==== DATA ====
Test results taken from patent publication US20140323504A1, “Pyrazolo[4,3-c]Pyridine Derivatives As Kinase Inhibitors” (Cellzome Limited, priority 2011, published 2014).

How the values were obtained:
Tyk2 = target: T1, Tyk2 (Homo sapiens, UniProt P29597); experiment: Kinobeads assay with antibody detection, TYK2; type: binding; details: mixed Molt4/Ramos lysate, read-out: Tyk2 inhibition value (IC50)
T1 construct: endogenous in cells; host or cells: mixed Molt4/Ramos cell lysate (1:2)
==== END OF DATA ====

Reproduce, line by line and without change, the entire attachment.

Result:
Test results taken from patent publication US20140323504A1, “Pyrazolo[4,3-c]Pyridine Derivatives As Kinase Inhibitors” (Cellzome Limited, priority 2011, published 2014).

How the values were obtained:
Tyk2 = target: T1, Tyk2 (Homo sapiens, UniProt P29597); experiment: Kinobeads assay with antibody detection, TYK2; type: binding; details: mixed Molt4/Ramos lysate, read-out: Tyk2 inhibition value (IC50)
T1 construct: endogenous in cells; host or cells: mixed Molt4/Ramos cell lysate (1:2)